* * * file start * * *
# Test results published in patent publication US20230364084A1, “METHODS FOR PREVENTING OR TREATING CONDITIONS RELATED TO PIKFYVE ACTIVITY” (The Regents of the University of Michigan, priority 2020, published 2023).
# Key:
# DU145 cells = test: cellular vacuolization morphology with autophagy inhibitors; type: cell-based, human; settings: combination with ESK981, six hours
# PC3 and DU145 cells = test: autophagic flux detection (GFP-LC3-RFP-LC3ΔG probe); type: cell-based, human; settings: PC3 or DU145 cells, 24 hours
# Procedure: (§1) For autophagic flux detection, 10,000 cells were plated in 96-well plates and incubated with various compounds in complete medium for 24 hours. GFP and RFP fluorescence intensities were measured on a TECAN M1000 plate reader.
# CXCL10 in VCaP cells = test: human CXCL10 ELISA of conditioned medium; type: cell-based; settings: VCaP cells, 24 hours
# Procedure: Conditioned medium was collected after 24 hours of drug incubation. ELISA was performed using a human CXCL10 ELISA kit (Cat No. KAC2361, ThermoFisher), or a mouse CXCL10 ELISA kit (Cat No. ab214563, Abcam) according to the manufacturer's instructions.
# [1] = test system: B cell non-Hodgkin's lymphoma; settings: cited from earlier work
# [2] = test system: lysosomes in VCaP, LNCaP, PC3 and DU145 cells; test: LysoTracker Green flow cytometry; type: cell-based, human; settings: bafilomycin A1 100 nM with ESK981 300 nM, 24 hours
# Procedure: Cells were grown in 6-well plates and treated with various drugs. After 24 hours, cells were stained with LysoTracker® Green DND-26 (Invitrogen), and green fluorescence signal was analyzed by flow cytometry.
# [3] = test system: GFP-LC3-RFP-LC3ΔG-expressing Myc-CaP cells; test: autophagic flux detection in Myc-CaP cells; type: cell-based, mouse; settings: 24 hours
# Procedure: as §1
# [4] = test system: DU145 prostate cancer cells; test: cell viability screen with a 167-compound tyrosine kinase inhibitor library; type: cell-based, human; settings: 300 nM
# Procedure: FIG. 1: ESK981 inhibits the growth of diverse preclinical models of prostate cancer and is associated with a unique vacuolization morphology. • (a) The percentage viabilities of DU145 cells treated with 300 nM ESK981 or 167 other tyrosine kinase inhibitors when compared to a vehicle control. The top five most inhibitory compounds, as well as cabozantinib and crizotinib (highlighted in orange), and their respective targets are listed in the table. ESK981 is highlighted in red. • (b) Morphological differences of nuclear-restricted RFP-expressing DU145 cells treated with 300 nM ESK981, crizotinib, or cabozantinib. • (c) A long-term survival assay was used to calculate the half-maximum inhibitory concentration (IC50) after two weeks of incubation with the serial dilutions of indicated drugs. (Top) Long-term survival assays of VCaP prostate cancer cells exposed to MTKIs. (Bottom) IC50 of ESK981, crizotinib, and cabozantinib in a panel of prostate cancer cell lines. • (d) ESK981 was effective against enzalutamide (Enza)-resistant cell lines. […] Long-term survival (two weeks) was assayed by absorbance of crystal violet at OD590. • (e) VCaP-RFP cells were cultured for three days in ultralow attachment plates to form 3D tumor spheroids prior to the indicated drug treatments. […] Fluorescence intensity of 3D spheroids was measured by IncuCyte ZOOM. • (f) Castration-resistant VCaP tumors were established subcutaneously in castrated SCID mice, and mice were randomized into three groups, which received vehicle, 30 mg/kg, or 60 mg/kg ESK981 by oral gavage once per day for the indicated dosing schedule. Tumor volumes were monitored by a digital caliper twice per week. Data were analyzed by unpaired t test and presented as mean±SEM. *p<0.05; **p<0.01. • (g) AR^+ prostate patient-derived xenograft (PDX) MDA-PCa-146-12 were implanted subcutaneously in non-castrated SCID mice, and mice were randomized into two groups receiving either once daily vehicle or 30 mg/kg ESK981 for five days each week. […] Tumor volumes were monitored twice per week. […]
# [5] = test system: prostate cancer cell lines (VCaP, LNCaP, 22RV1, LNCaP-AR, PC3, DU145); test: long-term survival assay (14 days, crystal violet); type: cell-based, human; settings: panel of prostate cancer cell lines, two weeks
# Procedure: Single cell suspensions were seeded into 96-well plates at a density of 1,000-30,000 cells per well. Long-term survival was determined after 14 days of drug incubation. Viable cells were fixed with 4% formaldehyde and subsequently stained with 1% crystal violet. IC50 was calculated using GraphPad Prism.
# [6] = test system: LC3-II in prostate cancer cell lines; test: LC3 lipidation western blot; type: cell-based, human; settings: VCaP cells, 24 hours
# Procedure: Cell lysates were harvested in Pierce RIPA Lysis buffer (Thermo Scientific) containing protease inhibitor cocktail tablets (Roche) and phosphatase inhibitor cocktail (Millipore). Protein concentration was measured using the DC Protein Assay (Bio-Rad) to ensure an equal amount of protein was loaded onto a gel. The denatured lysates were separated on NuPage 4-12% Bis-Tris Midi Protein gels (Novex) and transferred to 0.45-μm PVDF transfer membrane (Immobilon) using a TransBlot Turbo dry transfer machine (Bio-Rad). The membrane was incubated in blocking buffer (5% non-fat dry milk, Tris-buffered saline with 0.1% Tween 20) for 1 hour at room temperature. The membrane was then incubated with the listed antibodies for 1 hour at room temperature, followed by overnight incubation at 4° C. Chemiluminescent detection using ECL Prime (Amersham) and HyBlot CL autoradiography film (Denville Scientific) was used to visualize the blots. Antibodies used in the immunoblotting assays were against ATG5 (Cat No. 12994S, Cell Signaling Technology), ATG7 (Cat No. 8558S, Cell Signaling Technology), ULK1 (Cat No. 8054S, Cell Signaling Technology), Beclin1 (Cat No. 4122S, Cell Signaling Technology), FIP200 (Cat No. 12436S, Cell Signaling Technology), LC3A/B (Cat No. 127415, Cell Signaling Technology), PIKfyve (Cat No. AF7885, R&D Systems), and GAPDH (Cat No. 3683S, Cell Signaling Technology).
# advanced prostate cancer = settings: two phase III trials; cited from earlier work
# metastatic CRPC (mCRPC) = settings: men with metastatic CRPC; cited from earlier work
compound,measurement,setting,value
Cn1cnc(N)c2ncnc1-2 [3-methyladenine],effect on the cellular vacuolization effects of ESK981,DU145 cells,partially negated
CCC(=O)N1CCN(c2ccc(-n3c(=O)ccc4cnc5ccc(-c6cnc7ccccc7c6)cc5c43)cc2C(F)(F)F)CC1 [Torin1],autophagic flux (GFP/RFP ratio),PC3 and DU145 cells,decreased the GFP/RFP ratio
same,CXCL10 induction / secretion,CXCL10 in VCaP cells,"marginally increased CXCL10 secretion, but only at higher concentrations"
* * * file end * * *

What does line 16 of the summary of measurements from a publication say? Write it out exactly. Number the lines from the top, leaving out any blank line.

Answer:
# Procedure: Single cell suspensions were seeded into 96-well plates at a density of 1,000-30,000 cells per well. Long-term survival was determined after 14 days of drug incubation. Viable cells were fixed with 4% formaldehyde and subsequently stained with 1% crystal violet. IC50 was calculated using GraphPad Prism.